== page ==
The smell of the first beets from the garden simmering on the stove for supper tells me that summer is in full swing. We’ve already had a feed of yellow beans and soon there will be new potatoes and cucumbers and tomatoes. The psalm this past Sunday contained this beautiful line. You open your hand to feed us, Lord, you satisfy all our needs (Ps145).
Despite a challenging spring that included drought, hail, poor germination and frost, my garden is spectacular. While dry conditions have taken their toll on crops in the surrounding area, with a little perseverance, some extra watering and help from above, we are enjoying the fruits of our labours.
As I relax in an Adirondack chair and wait for the barbecue to heat up, I bask in the gift of summer, a glass of chilled pinot grigio enhancing my experience. I survey the backyard.
An expanse of lush green lawn borders the garden where a row of nasturtiums is so luxurious it actually forms a hedge, the yellow and orange blossoms hidden amongst the dense foliage. Fuchsia and white petunias, superbells and ivy cascade like waterfalls over the sides of huge pots that mark the corners of the garden. The rows of lettuce, carrots, beans and potatoes are planted so close together they create a tangle of green, broken only by tall sunflowers, their happy faces declaring: It’s summer!
Here, where I sit under the shade of the ornamental cherry tree, I am soothed by the hum of insects and the trickle of water from the rustic fountain that is surrounded by hostas with leaves the size of dinner plates. Still, I realize there is work to be done in the shade bed. My daughter keeps telling me, “It needs more colour, Mom.”
In the bed by the north fence, the pale pink rose blooms endlessly, while a new rose specimen called “campfire” ( named after a painting by Tom Thomson) makes a delightful contrast with its coral, deep pink, and gold colour combination. It really does resemble the final burning coals of a campfire.
I am really excited this year about my coleus container gardens (don’t tell the begonias). Coleus foliage used to be grown only in shade, but the newer cultivars can actually withstand partial sun or even full sun. Plant breeders realized the latent ability of coleus plants to produce new and exciting cultivars with improved versatility and speeded up the process, the result being an endless variety of coleus — over 1,400 specimens and counting. I have several pots this year filled exclusively with these exotic plants — electric lime, henna, inky fingers, to name a few.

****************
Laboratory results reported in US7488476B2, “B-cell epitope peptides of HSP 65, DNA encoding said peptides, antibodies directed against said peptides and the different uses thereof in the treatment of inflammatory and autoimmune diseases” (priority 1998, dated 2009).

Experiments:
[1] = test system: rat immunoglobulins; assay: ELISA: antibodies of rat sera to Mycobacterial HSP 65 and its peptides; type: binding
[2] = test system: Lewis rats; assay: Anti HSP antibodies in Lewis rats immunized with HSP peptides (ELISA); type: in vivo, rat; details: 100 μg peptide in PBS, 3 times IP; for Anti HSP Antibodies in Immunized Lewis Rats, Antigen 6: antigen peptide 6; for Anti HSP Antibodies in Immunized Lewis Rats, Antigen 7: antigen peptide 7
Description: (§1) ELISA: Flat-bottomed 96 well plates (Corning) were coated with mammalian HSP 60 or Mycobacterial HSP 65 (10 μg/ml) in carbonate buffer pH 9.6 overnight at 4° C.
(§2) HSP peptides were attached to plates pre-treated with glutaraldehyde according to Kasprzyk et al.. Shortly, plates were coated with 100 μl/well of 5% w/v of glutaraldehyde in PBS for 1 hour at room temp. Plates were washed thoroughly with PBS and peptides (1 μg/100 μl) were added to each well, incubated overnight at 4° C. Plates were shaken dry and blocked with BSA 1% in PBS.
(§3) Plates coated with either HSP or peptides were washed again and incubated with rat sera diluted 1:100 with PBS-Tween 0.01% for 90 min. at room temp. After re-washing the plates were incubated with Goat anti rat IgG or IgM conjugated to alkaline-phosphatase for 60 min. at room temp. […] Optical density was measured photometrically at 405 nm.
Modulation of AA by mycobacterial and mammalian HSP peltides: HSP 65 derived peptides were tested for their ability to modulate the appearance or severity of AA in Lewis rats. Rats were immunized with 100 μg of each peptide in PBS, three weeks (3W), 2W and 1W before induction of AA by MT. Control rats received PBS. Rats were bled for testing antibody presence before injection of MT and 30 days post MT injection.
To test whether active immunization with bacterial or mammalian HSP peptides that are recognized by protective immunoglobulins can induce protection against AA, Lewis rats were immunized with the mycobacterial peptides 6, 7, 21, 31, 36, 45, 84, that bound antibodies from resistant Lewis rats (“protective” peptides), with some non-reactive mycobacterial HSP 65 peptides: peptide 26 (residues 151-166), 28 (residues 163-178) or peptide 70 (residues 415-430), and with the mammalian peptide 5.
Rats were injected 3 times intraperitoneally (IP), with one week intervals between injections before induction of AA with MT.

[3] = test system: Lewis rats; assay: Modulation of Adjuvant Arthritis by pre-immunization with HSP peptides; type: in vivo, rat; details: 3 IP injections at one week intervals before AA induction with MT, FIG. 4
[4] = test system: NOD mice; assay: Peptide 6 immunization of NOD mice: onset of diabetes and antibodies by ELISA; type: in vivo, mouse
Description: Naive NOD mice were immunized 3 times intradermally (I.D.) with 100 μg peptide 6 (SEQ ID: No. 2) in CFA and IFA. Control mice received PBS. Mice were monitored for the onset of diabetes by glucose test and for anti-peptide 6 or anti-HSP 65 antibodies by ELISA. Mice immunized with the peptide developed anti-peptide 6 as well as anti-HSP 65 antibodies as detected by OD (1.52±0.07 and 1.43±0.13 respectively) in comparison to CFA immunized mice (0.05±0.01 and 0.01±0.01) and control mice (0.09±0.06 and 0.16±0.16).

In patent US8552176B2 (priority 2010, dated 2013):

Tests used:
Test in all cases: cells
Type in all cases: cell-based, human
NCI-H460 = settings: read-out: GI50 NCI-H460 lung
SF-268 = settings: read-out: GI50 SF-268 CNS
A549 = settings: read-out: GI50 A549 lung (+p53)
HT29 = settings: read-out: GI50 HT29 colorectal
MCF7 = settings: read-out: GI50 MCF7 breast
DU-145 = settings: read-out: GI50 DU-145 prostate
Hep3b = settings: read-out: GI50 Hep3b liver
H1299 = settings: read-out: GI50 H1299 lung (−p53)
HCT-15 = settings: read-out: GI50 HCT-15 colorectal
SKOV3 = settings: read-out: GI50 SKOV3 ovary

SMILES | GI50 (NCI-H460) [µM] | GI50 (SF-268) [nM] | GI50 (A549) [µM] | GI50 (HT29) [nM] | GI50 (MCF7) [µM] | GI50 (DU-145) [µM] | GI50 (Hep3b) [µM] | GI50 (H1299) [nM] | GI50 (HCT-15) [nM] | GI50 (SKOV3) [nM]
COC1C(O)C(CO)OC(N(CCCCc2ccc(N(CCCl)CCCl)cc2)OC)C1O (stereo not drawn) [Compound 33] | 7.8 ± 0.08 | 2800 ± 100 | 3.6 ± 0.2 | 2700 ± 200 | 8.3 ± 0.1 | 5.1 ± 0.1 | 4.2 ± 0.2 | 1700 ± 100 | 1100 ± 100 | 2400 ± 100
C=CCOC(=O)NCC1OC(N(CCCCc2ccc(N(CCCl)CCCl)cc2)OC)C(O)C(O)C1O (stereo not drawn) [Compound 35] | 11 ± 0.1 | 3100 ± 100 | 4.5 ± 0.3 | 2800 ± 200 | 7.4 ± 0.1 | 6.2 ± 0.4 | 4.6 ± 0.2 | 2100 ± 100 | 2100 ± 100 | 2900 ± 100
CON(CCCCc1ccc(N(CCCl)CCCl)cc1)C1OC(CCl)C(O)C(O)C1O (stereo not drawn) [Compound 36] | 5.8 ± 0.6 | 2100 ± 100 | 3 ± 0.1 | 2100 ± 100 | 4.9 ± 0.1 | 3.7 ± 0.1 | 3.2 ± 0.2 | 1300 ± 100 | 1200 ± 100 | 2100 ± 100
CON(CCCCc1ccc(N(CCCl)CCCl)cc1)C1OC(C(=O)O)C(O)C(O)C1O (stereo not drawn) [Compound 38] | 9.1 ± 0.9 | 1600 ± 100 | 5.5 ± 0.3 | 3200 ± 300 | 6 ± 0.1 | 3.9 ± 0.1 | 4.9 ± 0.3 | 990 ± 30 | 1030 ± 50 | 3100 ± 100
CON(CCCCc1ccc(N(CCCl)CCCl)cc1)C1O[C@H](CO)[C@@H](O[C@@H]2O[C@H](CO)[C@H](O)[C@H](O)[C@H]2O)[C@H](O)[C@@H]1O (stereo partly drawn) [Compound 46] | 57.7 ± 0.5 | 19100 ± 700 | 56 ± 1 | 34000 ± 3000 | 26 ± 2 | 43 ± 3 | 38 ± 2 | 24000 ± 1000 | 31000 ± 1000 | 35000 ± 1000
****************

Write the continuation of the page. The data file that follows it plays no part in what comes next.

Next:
Of course, each gardening year has its disappointments. I lost many begonias this year and I don’t understand why — usually they thrive on my shady patio. I water them too much? Were the pots too big? Was it too cold? The apple harvest will be scant. Will I have enough for a pie or two, a few jars of sauce? The short but fierce hail storm in the spring just as the trees were blooming had a disastrous effect. The nicotiana in the north bed seem stunted even after multiple applications of fertilizer, regular watering and weeding. I remind myself that every plant has its own unique needs of sunlight, water and soil.
In spite of this, the garden this year has been a place of rest and comfort as I reflect on the coming weeks — my husband will soon have heart surgery to repair a valve and two artery blockages. This will be a stressful time for our family, but I am blessed to have this place of beauty and quiet in which to retreat. I sip my pinot, feel the heat caressing my bare arms, while being entertained by the resident robin who flits playfully in and out of the apple trees. A garden teaches you to enjoy the moment!
Soon, the season will begin to log off even as I desperately click on save. I create a new folder called Summer 2015. There will be memories like the sweet view of Waskesiu Lake from our waterfront cabin we rented for a week, the late-night campfire at Outlook Park with the grandchildren on Canada Day, the water fight at Pike Lake where Grandma got severely doused. And the scent of evening stolks, the whisper of the weeping birch in my neighbour’s yard, the crunch of a new carrot recently dug from the earth, the smell of a vine-ripened tomato.
Ah . . . the sweet side of summer!
Mourre is a freelance writer from Rosetown, Sask.